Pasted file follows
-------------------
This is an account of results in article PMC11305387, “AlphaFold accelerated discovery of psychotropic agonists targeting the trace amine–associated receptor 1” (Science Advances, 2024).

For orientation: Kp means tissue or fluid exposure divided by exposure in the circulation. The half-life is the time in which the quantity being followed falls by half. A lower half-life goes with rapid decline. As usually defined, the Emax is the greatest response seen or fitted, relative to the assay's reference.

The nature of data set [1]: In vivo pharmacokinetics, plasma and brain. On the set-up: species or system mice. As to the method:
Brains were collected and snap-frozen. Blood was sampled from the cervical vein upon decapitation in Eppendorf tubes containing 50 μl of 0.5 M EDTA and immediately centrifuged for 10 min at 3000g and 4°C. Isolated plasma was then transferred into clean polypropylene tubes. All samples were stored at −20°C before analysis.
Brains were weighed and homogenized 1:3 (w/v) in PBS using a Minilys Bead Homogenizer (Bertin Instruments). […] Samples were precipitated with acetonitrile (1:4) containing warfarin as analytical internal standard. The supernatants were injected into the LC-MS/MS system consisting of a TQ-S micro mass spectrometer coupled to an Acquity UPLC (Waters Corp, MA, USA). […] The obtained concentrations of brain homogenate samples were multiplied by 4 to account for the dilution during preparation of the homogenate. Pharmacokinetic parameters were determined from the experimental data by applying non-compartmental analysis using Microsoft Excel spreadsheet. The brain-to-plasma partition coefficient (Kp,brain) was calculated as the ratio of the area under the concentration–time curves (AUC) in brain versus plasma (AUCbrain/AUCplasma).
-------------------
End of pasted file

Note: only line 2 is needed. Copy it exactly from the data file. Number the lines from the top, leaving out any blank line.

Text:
For orientation: Kp means tissue or fluid exposure divided by exposure in the circulation. The half-life is the time in which the quantity being followed falls by half. A lower half-life goes with rapid decline. As usually defined, the Emax is the greatest response seen or fitted, relative to the assay's reference.